Classroom Video Part One: Introduction

Its been a while and I thought that I would change the way I do things. I’m going to switch between issues in the media and using video in the classroom. I’m still pretty new at using WordPress so it’s going to be a learning experience…

More and more classroom teachers are introducing video production to their students. It works on several levels. First, students are used to television and the idea of making a short video appeals to them. Second, every video a student makes is like a mini research paper so everything that works for a research paper works for a video. Third, students who are creative or more “hands-on” oriented will excel, gain confidence and self-esteem.

Everybody watches TV. According to kidshealth.org children spend as much as 1000 hours a year watching TV so it’s not a real stretch to believe that kids enjoy television. The idea of making short TV shows is very appealing. Students who have never shown much interest in school have perked up for me in my production class and done very well. Several have actually graduated and moved on to the local community college in order to continue their studies.

The main reason that using video in a classroom is so valuable is the fact that creating a single video requires a great deal of collaborative learning. Donna Lund of Robert Morris College wrote that she has learned to “appreciate the power of video technology to enhance language arts skills of secondary students in many ways.”

Some of the basic skills learned in making a video include writing for an audience, public speaking, research skills, learning to work within a group and problem solving. (Lund) In my class, students must form “Production Companies” that bid to compete for funds. In order to do so, groups must brainstorm ideas within the parameters of the assignment, submit a written program proposal that addresses issues of location, style, genre and the target audience as well as a succinct description of the video. Then they write scripts, cut the audio and gather the images. At this point the students are allowed to start their editing. The final productions are shown on what we call Presentation Day and a blanket invitation is sent out to the teachers and administrators in the school. Students then stand up in front of the group and talk about their video before it is aired.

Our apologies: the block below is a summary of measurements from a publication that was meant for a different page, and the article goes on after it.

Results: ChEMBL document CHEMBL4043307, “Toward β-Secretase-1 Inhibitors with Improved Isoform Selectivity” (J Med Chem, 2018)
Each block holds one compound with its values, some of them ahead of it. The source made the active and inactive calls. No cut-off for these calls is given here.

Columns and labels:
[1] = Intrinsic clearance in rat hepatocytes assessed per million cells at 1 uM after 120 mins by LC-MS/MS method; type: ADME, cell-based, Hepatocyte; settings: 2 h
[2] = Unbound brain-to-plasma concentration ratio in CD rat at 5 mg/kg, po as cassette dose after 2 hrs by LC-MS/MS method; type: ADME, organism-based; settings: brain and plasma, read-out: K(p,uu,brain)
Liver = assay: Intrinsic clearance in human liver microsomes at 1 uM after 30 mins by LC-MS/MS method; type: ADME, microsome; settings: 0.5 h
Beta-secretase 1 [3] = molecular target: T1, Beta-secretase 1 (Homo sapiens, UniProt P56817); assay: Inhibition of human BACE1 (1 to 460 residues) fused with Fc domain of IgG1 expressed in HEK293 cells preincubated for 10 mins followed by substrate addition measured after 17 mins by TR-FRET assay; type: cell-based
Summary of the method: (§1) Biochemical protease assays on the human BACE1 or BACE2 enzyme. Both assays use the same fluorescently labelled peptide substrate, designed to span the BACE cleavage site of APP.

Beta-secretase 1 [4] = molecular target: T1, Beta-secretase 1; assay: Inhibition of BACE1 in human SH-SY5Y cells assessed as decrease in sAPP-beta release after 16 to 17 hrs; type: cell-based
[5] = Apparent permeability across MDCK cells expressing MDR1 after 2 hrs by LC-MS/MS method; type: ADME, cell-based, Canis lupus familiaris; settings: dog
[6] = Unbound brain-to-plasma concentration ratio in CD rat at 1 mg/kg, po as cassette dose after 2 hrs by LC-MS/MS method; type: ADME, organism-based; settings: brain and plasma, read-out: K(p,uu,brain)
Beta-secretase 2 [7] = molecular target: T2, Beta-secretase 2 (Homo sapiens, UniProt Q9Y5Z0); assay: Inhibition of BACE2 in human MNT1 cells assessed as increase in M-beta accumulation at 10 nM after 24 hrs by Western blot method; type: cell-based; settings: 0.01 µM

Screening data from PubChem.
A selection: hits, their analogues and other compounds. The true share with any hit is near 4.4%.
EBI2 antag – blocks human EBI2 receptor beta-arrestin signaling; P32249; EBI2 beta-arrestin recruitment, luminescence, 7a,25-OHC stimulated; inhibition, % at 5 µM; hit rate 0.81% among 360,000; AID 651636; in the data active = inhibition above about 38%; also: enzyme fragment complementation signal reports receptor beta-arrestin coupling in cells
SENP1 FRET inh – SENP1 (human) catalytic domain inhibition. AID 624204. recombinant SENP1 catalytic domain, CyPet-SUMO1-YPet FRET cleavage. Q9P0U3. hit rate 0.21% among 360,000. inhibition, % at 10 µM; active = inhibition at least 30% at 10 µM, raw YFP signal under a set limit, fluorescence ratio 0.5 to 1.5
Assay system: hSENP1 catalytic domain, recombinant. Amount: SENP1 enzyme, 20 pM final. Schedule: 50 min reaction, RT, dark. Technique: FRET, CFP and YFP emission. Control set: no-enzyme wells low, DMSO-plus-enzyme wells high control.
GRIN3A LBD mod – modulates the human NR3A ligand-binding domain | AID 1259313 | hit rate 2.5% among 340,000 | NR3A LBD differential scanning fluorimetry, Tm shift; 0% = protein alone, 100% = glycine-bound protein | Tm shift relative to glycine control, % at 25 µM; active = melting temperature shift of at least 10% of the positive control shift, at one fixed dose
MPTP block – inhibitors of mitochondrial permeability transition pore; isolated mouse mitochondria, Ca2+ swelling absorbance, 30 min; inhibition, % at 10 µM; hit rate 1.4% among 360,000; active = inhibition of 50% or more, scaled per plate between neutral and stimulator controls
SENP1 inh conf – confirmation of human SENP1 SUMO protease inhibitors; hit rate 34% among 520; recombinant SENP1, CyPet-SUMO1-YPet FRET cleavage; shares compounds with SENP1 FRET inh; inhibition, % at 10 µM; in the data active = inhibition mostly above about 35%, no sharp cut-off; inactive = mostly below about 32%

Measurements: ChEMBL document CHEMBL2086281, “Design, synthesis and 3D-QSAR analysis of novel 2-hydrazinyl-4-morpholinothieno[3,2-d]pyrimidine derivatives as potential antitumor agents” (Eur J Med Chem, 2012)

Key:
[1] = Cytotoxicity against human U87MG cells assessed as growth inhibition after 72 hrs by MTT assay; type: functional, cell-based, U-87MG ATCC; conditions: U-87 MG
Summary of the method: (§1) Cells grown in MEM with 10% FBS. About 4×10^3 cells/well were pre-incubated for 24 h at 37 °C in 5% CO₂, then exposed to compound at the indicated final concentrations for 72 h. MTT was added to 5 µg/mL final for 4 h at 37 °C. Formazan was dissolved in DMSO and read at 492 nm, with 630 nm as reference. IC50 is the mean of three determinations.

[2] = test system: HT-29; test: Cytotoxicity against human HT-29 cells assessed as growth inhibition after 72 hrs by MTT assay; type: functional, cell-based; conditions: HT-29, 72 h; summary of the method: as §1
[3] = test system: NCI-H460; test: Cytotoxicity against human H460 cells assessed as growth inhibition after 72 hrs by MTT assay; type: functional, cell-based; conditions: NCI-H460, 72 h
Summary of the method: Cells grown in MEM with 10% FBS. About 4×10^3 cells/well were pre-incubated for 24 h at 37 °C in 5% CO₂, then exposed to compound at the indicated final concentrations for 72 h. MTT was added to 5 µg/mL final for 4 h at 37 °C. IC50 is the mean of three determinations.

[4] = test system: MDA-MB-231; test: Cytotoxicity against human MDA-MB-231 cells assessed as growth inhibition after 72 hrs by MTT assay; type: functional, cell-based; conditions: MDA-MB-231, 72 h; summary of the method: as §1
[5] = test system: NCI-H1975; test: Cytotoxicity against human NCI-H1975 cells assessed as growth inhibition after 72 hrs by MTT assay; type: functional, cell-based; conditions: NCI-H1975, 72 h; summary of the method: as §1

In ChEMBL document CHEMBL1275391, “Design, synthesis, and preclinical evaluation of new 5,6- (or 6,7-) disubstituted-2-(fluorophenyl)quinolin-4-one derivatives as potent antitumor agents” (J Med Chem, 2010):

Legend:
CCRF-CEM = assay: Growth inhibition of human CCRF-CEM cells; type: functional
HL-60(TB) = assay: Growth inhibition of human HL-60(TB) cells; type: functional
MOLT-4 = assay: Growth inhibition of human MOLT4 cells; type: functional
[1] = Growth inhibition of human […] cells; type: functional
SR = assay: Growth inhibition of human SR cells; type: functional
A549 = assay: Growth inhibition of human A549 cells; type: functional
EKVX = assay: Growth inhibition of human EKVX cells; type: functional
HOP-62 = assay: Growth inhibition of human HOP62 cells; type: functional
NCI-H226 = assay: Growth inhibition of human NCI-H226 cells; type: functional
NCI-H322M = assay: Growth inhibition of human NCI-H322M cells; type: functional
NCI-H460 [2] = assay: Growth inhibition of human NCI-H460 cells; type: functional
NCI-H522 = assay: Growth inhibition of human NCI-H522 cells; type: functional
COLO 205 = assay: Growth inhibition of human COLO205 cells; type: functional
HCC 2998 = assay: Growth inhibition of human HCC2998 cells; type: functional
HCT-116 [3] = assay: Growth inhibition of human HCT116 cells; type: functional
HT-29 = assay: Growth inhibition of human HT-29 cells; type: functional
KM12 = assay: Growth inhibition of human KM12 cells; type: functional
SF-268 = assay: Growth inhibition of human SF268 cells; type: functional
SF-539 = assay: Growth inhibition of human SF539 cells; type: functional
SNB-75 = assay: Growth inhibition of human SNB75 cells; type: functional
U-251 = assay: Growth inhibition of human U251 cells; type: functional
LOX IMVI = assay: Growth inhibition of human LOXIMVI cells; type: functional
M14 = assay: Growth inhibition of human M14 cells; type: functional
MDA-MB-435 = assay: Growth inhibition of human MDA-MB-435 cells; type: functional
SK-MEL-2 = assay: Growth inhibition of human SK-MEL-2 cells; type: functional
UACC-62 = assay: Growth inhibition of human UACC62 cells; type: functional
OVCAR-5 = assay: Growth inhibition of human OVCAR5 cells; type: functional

It can work so well that some of my kids don’t even realize that they are learning. I have had kids come in to my class who are painfully shy, in danger of failing or dropping out or who can’t see the value of school. When these students begin to see that they are capable of great things in a medium that they love, something clicks.

I’d like to digress just a moment and share a story. Early in my teaching career, I was given a student, TD, that no one else wanted. I heard all of the horror stories. He was a disruption. He was lazy. He was trouble and so on. I met him and put him to work on the school news show we did at the time. TD enjoyed it and started to take it seriously. It turned out that he was a bright, creative and somewhat frustrated with school. He was also always in trouble. But he worked hard for me and to wrap up the story, he came to see me at the start of 2008. He told me two things that made my day. One, he stayed in school so he could work on videos and two, he is now in film school and is working on his first film for an upcoming festival.

Self-esteem works and it happens easily with classroom video production.

Next: Getting Started

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About ex8404

I used to do the news but Journalism is dead. Now I teach. And teaching is dead. For the right amount of money, I will come and kill your career field as well. View all posts by ex8404

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